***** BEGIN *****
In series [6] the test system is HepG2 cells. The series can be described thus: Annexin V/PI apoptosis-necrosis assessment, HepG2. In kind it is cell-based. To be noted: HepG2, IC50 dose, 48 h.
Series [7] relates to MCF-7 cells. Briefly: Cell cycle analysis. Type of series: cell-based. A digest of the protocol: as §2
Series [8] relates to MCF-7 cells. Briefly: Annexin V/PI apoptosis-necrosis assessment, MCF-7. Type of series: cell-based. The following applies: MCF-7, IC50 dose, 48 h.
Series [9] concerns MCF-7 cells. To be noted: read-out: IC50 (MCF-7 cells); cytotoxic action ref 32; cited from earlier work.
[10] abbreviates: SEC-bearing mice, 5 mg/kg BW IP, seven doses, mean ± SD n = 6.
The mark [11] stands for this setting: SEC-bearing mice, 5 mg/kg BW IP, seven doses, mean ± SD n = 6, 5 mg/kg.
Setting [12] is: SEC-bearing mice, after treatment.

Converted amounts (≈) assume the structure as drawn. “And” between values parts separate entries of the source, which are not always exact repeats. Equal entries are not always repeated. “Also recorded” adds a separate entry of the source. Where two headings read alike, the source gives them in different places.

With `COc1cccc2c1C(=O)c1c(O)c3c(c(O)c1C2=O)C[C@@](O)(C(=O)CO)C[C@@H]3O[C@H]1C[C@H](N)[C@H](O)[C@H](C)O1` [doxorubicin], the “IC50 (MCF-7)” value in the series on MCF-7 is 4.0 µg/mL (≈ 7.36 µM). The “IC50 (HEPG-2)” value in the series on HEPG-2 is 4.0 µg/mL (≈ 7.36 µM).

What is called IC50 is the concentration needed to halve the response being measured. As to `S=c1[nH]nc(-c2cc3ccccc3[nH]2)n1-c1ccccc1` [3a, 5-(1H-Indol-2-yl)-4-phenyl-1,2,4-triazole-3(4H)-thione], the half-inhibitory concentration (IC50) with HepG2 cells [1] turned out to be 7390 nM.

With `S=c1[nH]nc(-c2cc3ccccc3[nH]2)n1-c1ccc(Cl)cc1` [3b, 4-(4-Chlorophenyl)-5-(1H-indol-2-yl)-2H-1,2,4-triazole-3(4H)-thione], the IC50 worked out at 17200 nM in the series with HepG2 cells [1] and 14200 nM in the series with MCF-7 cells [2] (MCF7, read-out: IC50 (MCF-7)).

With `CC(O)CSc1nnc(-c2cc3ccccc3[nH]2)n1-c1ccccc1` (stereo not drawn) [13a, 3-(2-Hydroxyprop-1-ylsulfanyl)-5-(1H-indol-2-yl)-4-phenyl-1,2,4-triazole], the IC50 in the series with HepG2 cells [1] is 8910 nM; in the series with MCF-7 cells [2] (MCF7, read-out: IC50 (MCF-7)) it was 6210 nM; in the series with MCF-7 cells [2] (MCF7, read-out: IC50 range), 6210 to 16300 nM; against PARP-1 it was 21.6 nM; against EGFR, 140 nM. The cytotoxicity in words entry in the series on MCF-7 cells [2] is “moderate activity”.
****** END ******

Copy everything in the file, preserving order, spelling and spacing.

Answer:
In series [6] the test system is HepG2 cells. The series can be described thus: Annexin V/PI apoptosis-necrosis assessment, HepG2. In kind it is cell-based. To be noted: HepG2, IC50 dose, 48 h.
Series [7] relates to MCF-7 cells. Briefly: Cell cycle analysis. Type of series: cell-based. A digest of the protocol: as §2
Series [8] relates to MCF-7 cells. Briefly: Annexin V/PI apoptosis-necrosis assessment, MCF-7. Type of series: cell-based. The following applies: MCF-7, IC50 dose, 48 h.
Series [9] concerns MCF-7 cells. To be noted: read-out: IC50 (MCF-7 cells); cytotoxic action ref 32; cited from earlier work.
[10] abbreviates: SEC-bearing mice, 5 mg/kg BW IP, seven doses, mean ± SD n = 6.
The mark [11] stands for this setting: SEC-bearing mice, 5 mg/kg BW IP, seven doses, mean ± SD n = 6, 5 mg/kg.
Setting [12] is: SEC-bearing mice, after treatment.

Converted amounts (≈) assume the structure as drawn. “And” between values parts separate entries of the source, which are not always exact repeats. Equal entries are not always repeated. “Also recorded” adds a separate entry of the source. Where two headings read alike, the source gives them in different places.

With `COc1cccc2c1C(=O)c1c(O)c3c(c(O)c1C2=O)C[C@@](O)(C(=O)CO)C[C@@H]3O[C@H]1C[C@H](N)[C@H](O)[C@H](C)O1` [doxorubicin], the “IC50 (MCF-7)” value in the series on MCF-7 is 4.0 µg/mL (≈ 7.36 µM). The “IC50 (HEPG-2)” value in the series on HEPG-2 is 4.0 µg/mL (≈ 7.36 µM).

What is called IC50 is the concentration needed to halve the response being measured. As to `S=c1[nH]nc(-c2cc3ccccc3[nH]2)n1-c1ccccc1` [3a, 5-(1H-Indol-2-yl)-4-phenyl-1,2,4-triazole-3(4H)-thione], the half-inhibitory concentration (IC50) with HepG2 cells [1] turned out to be 7390 nM.

With `S=c1[nH]nc(-c2cc3ccccc3[nH]2)n1-c1ccc(Cl)cc1` [3b, 4-(4-Chlorophenyl)-5-(1H-indol-2-yl)-2H-1,2,4-triazole-3(4H)-thione], the IC50 worked out at 17200 nM in the series with HepG2 cells [1] and 14200 nM in the series with MCF-7 cells [2] (MCF7, read-out: IC50 (MCF-7)).

With `CC(O)CSc1nnc(-c2cc3ccccc3[nH]2)n1-c1ccccc1` (stereo not drawn) [13a, 3-(2-Hydroxyprop-1-ylsulfanyl)-5-(1H-indol-2-yl)-4-phenyl-1,2,4-triazole], the IC50 in the series with HepG2 cells [1] is 8910 nM; in the series with MCF-7 cells [2] (MCF7, read-out: IC50 (MCF-7)) it was 6210 nM; in the series with MCF-7 cells [2] (MCF7, read-out: IC50 range), 6210 to 16300 nM; against PARP-1 it was 21.6 nM; against EGFR, 140 nM. The cytotoxicity in words entry in the series on MCF-7 cells [2] is “moderate activity”.